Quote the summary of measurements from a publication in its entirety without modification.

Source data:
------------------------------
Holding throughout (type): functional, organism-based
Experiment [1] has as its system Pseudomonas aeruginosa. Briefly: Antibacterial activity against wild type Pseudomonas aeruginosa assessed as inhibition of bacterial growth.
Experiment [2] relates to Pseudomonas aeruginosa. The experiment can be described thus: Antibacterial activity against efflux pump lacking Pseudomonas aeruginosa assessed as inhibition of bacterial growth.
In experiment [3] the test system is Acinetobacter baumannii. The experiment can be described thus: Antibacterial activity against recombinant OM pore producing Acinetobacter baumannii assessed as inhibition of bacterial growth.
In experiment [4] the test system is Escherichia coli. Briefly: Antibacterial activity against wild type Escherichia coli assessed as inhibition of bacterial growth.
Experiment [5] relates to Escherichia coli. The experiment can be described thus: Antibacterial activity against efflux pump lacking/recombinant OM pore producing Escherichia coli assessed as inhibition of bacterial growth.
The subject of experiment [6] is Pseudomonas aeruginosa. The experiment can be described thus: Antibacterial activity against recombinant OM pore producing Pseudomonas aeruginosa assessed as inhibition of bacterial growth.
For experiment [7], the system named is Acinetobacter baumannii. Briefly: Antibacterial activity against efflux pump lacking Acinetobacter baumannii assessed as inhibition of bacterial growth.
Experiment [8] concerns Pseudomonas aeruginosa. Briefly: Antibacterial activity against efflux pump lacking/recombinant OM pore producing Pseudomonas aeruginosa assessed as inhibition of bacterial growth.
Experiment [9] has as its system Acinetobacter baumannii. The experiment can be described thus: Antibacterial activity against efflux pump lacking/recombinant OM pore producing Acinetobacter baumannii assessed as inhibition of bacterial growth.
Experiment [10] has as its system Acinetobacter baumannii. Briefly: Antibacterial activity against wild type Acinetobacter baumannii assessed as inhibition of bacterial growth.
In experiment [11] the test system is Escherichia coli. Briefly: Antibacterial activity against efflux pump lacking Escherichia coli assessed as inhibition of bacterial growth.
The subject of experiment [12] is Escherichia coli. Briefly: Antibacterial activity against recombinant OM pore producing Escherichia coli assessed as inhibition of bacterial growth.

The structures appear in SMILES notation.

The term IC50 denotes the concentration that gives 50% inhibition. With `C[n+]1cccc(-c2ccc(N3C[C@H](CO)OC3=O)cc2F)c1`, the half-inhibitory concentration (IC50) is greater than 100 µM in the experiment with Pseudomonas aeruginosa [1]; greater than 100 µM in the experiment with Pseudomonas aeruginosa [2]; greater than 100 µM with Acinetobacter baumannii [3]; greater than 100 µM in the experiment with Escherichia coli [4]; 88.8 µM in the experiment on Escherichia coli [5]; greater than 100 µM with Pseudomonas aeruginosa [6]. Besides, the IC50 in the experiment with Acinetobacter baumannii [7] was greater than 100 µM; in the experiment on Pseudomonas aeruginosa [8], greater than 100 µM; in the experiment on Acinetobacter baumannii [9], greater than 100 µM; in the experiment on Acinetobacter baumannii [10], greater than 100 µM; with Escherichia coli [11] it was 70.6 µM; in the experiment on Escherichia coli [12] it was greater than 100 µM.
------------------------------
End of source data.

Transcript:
Holding throughout (type): functional, organism-based
Experiment [1] has as its system Pseudomonas aeruginosa. Briefly: Antibacterial activity against wild type Pseudomonas aeruginosa assessed as inhibition of bacterial growth.
Experiment [2] relates to Pseudomonas aeruginosa. The experiment can be described thus: Antibacterial activity against efflux pump lacking Pseudomonas aeruginosa assessed as inhibition of bacterial growth.
In experiment [3] the test system is Acinetobacter baumannii. The experiment can be described thus: Antibacterial activity against recombinant OM pore producing Acinetobacter baumannii assessed as inhibition of bacterial growth.
In experiment [4] the test system is Escherichia coli. Briefly: Antibacterial activity against wild type Escherichia coli assessed as inhibition of bacterial growth.
Experiment [5] relates to Escherichia coli. The experiment can be described thus: Antibacterial activity against efflux pump lacking/recombinant OM pore producing Escherichia coli assessed as inhibition of bacterial growth.
The subject of experiment [6] is Pseudomonas aeruginosa. The experiment can be described thus: Antibacterial activity against recombinant OM pore producing Pseudomonas aeruginosa assessed as inhibition of bacterial growth.
For experiment [7], the system named is Acinetobacter baumannii. Briefly: Antibacterial activity against efflux pump lacking Acinetobacter baumannii assessed as inhibition of bacterial growth.
Experiment [8] concerns Pseudomonas aeruginosa. Briefly: Antibacterial activity against efflux pump lacking/recombinant OM pore producing Pseudomonas aeruginosa assessed as inhibition of bacterial growth.
Experiment [9] has as its system Acinetobacter baumannii. The experiment can be described thus: Antibacterial activity against efflux pump lacking/recombinant OM pore producing Acinetobacter baumannii assessed as inhibition of bacterial growth.
Experiment [10] has as its system Acinetobacter baumannii. Briefly: Antibacterial activity against wild type Acinetobacter baumannii assessed as inhibition of bacterial growth.
In experiment [11] the test system is Escherichia coli. Briefly: Antibacterial activity against efflux pump lacking Escherichia coli assessed as inhibition of bacterial growth.
The subject of experiment [12] is Escherichia coli. Briefly: Antibacterial activity against recombinant OM pore producing Escherichia coli assessed as inhibition of bacterial growth.

The structures appear in SMILES notation.

The term IC50 denotes the concentration that gives 50% inhibition. With `C[n+]1cccc(-c2ccc(N3C[C@H](CO)OC3=O)cc2F)c1`, the half-inhibitory concentration (IC50) is greater than 100 µM in the experiment with Pseudomonas aeruginosa [1]; greater than 100 µM in the experiment with Pseudomonas aeruginosa [2]; greater than 100 µM with Acinetobacter baumannii [3]; greater than 100 µM in the experiment with Escherichia coli [4]; 88.8 µM in the experiment on Escherichia coli [5]; greater than 100 µM with Pseudomonas aeruginosa [6]. Besides, the IC50 in the experiment with Acinetobacter baumannii [7] was greater than 100 µM; in the experiment on Pseudomonas aeruginosa [8], greater than 100 µM; in the experiment on Acinetobacter baumannii [9], greater than 100 µM; in the experiment on Acinetobacter baumannii [10], greater than 100 µM; with Escherichia coli [11] it was 70.6 µM; in the experiment on Escherichia coli [12] it was greater than 100 µM.